Most people feel unduly tired at some time or another. For some, the experience of fatigue is unpleasant or incapacitating enough to encourage them to seek medical advice. A psychiatric or medical diagnosis can often account for symptoms, however, a proportion of patients experience a profound ongoing fatigue that cannot be explained by a single diagnosis. This fatigue is usually accompanied by a range of other somatic and neuropsychiatric symptoms. Over the past 30 years special attention has been given to these patients, and the causes of this debilitating fatigue have been hotly debated.
Early reports in the 1980's labelled the illness, "yuppie flu", regarding the malady as a psychosomatic reaction to stressors of modern society. Suffers of the illness and their advocates strongly opposed these aspersions, insisting that the cause of the illness was organic. From here, a series of names for the condition were suggested including chronic mononucleosis, post-viral fatigue syndrome and myalgic encephalomyelitis (ME), however toward that later part of 1989 the Centre For Disease Control renamed the condition chronic fatigue syndrome (CFS). In an attempt to standardize CFS diagnosis a team of international researchers published a consensus definition (1994) that specified:
* Fatigue lasting greater than 6 months (in 2007, the National Institute of Health and
Clinical Excellence published new criteria which specified that CFS should be diagnosed
after symptoms have persisted for 4 months)
* That the fatigue must have a definite onset
* That the fatigue must cause substantial disruption to the individual's day to day activities
* That the fatigue is not caused by continual exertion
The research team also proposed four additional key symptoms:
* Muscle and joint pain
* Non-refreshing Sleep
* Cognitive dysfunction
Possible Causes of CFS:
1. Post Viral Infection:
Most CFS patients seen in tertiary clinics predate the onset of their condition to an acute infective episode. This is not at all surprising when we consider that CFS shares a number of qualities with viral illnesses such as sudden onset, fatigue, muscle aches, pains, and brain fog. During the 1980's and 1990's researchers sought to identify the elusive pathogen responsible for CFS, with a number of retrospective studies investigating the possible role of herpesviruses including Epstein Barr Virus (EBV) and cytomegalovirus (CMV) to name a few. However, to date, there has been minimal evidence to support a causal link between CFS and herpesviruses. More recently, prospective studies have investigated whether acute viral infections could predict onset of CFS, however this has not been confirmed. Instead researchers have shown that the onset of CFS is more likely to present from severe infections such as infectious mononucleosis (glandular fever).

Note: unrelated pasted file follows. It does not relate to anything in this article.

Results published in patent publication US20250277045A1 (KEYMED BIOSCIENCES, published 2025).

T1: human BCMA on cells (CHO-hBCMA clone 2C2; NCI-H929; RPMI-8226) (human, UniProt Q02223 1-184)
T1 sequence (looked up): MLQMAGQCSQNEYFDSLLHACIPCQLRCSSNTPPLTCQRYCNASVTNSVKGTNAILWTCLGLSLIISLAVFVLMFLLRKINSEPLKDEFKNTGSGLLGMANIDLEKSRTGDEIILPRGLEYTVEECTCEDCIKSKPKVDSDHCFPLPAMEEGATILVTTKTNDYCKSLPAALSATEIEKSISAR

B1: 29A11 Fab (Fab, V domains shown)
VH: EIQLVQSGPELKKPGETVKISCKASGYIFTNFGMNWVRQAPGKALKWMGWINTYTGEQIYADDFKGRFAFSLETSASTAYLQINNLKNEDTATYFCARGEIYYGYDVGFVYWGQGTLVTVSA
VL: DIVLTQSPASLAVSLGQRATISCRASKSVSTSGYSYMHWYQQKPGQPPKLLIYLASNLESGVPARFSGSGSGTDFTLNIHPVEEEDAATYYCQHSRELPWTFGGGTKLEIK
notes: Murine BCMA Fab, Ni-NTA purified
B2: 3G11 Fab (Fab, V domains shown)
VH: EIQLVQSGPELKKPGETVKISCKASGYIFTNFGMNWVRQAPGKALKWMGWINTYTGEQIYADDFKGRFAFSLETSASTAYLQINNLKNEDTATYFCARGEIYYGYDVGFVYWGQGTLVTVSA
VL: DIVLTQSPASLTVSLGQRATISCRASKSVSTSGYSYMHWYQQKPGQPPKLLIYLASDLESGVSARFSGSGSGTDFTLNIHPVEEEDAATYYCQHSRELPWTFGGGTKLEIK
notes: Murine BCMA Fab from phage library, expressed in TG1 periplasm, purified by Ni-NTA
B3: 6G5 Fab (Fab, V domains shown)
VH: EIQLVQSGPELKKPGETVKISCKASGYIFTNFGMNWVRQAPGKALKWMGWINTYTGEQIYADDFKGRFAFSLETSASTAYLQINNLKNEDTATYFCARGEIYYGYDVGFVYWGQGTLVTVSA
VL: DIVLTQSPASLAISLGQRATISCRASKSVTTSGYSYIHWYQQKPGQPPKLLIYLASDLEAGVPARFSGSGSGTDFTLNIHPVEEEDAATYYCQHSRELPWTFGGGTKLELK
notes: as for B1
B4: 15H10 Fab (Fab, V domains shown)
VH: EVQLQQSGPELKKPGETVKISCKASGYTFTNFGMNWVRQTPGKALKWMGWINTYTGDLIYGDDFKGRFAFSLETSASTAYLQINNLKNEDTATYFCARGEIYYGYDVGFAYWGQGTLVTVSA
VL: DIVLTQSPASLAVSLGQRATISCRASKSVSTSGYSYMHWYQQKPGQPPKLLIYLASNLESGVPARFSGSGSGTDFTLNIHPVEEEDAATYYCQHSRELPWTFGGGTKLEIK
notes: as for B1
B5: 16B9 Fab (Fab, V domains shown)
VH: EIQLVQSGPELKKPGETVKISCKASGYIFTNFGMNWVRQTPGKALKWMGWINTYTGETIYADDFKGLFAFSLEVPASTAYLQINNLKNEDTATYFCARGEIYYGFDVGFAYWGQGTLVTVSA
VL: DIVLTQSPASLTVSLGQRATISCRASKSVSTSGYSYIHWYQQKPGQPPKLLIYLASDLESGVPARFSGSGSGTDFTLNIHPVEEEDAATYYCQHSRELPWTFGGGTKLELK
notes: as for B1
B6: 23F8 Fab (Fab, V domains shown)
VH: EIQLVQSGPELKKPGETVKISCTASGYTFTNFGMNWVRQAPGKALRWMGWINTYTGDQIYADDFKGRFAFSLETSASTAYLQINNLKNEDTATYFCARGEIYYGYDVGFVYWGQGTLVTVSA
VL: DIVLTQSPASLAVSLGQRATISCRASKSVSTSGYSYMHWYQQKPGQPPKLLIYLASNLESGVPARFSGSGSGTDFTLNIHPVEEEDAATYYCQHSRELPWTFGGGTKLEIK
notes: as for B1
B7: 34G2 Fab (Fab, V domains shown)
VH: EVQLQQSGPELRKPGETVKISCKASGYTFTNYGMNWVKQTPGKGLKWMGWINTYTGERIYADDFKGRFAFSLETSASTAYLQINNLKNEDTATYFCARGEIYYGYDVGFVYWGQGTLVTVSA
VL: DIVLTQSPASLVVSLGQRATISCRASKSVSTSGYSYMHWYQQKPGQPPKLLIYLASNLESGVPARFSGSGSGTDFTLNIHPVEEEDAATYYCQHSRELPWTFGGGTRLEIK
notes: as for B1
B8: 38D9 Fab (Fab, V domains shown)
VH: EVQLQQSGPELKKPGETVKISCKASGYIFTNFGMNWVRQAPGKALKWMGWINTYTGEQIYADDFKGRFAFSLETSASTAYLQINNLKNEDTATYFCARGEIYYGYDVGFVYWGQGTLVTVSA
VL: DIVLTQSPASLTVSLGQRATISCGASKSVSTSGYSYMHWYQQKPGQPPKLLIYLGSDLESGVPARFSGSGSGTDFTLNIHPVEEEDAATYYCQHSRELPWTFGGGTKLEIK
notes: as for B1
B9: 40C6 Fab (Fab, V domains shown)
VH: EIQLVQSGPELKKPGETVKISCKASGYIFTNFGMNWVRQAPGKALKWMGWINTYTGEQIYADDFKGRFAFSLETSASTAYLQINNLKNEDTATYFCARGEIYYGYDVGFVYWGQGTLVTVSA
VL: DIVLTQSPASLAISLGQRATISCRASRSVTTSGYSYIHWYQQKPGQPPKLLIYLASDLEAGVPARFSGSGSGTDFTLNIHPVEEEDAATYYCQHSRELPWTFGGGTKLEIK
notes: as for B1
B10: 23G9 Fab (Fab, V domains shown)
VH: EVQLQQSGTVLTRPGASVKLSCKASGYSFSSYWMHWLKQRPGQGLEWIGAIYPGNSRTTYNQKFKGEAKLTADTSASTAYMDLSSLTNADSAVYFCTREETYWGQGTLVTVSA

2. Neurobiology of CFS:
There is mounting evidence to suggest that the biology of the nervous system may play a partial - causal role in the development of CFS. Two regions of the brain (Hypothalamus and Pituitary) and a critical organ (adrenal glands) have been shown to impact on the neurobiology of CFS. The hypothalamus, pituitary gland and adrenal glands make up a key axis, known as the HPA axis. This mechanism assists in regulating our response to stress, be that social or physical. Recent findings by Torres-Harding et al., (2008, 2010, 2013) lend support to the idea that an infection may trigger a neurobiological reaction which leads to dysfunction of the HPA in susceptible hosts. Therefore, it is important to note, however, not all studies report differences between CFS patients and HPA dysfunction. One theory that may explain this difference may be that hypofunctioning (under/low functioning) of the HPA axis only occurs in a specific group of CFS patients. For example, in support of this theory, two recent trials have found that decreased salivary cortisol (a hormone produced via the adrenal glands in response to stimulation from the hypothalamus and pituitary gland) and reduced cortisol response (change in cortisol patterning) were largely evident in CFS patients who had a history of trauma or early life stress. This has lead to the idea that ongoing changes in the responsiveness of the HPA axis in CFS patients may be the result of prolonged or early stress response rather than a reaction to a pathogen. Although stress has more typically been associated with HPA axis hyperactivity, chronic stress and conditions such as post traumatic stress disorder have been associated with hypoactivity.
It is suggested that CFS cannot be understood through one etiological mechanism, whether it be viral, neurobiological or psychological. Rather it is a complex illness that is best explained in terms of a multifactorial cognitive behavioural model that incorporates predisposing, precipitating and perpetuating factors such as pre-morbid levels of distress, ongoing chronic stress, infection and social factors e.g. over-activity.
If you have any questions regarding this post please make contact:
Mark Hinchey Naturopathy, 601 Glebe Road, Adamstown: 0432234822/0240235959